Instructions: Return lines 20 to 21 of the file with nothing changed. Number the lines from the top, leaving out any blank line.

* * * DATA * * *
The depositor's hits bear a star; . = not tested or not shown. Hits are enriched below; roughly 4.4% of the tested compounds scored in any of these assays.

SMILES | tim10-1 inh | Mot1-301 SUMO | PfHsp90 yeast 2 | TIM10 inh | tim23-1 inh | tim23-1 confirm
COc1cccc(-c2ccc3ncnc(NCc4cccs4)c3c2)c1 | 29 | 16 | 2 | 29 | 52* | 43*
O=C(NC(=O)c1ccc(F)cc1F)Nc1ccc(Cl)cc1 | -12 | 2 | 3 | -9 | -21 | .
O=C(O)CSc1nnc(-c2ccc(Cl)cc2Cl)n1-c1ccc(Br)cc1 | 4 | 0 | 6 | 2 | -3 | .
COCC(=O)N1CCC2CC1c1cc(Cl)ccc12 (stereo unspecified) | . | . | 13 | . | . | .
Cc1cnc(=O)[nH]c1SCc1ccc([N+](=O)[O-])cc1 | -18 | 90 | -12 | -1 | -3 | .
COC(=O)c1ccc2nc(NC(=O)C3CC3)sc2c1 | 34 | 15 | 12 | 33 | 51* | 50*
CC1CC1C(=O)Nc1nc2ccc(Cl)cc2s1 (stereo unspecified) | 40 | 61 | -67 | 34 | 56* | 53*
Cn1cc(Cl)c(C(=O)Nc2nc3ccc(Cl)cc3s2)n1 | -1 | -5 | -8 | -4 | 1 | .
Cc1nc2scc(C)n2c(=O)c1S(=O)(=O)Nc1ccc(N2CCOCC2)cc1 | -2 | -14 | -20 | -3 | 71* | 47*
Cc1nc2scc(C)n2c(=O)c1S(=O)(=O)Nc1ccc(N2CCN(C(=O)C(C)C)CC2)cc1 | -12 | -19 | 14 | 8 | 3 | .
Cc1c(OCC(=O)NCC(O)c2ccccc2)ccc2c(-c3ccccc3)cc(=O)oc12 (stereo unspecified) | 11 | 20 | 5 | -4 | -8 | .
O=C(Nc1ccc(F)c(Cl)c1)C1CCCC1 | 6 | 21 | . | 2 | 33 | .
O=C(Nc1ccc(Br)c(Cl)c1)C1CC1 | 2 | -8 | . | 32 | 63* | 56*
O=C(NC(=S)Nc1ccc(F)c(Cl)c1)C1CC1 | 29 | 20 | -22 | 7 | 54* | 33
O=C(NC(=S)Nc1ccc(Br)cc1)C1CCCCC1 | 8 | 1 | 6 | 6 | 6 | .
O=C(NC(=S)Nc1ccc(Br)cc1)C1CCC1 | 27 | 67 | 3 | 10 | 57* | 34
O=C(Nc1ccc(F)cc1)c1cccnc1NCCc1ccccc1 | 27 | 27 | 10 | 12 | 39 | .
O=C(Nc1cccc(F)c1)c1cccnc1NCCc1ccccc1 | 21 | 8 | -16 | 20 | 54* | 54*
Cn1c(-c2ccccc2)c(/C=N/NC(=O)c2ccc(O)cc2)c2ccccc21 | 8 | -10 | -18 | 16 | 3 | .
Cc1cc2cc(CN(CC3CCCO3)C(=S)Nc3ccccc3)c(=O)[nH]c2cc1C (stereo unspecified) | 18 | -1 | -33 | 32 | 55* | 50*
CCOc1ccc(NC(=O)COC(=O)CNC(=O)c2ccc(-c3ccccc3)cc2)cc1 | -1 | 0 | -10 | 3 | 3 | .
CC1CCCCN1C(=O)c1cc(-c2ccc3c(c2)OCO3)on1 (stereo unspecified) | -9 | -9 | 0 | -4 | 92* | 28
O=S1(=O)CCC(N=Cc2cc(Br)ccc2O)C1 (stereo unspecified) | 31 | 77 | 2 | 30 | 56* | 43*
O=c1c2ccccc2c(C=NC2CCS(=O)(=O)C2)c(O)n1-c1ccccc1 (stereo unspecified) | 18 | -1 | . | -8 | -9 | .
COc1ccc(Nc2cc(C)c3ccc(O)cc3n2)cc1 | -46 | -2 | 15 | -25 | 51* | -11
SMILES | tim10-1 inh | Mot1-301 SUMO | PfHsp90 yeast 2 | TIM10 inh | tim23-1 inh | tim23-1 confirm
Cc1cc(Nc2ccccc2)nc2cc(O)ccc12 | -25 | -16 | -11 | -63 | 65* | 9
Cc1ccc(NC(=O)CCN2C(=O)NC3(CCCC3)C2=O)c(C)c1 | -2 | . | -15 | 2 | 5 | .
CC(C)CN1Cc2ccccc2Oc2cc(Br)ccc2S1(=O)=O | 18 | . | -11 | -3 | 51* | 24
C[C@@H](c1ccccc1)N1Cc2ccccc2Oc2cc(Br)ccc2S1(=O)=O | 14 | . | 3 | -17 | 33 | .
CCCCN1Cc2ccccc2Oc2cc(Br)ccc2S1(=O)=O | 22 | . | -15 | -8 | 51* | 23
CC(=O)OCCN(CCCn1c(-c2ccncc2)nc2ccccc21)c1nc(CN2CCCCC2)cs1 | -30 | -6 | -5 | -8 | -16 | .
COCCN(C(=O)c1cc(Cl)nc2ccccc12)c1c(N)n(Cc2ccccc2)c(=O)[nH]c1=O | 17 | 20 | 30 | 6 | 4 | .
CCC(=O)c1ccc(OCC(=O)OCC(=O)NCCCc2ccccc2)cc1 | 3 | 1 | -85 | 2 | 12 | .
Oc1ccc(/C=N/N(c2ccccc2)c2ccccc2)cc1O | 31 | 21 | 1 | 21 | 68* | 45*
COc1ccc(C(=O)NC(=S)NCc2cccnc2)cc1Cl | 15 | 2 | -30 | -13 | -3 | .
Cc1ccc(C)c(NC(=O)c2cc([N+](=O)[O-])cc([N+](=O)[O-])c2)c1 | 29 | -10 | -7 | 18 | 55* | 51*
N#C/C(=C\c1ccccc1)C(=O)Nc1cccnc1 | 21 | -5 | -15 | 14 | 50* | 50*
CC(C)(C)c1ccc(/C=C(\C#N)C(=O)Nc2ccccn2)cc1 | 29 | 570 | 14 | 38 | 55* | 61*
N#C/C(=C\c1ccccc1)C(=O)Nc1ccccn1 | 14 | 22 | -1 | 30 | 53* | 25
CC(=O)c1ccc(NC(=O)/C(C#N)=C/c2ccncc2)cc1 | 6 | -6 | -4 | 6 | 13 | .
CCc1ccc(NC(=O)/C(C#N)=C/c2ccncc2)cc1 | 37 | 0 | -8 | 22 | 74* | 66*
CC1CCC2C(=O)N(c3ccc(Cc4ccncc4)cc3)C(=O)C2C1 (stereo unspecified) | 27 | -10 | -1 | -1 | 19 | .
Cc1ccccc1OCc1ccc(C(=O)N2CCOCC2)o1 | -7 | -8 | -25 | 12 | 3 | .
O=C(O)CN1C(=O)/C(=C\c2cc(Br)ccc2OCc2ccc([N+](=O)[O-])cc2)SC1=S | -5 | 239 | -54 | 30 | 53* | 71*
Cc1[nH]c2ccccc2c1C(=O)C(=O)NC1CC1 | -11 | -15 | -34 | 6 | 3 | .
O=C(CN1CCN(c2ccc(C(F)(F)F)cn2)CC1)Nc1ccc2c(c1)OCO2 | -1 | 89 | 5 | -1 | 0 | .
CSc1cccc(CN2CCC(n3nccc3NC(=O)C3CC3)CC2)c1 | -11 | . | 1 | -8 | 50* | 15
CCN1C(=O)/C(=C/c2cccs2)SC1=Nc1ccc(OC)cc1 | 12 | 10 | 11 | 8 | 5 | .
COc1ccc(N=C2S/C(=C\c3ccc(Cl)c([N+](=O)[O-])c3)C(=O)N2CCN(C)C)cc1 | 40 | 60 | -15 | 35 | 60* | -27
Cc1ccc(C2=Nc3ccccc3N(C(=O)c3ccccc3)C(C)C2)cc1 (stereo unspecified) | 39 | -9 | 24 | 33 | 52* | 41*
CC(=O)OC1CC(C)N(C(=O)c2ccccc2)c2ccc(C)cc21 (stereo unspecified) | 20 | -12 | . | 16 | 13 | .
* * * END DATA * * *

O=C(Nc1cccc(F)c1)c1cccnc1NCCc1ccccc1 | 21 | 8 | -16 | 20 | 54* | 54*
Cn1c(-c2ccccc2)c(/C=N/NC(=O)c2ccc(O)cc2)c2ccccc21 | 8 | -10 | -18 | 16 | 3 | .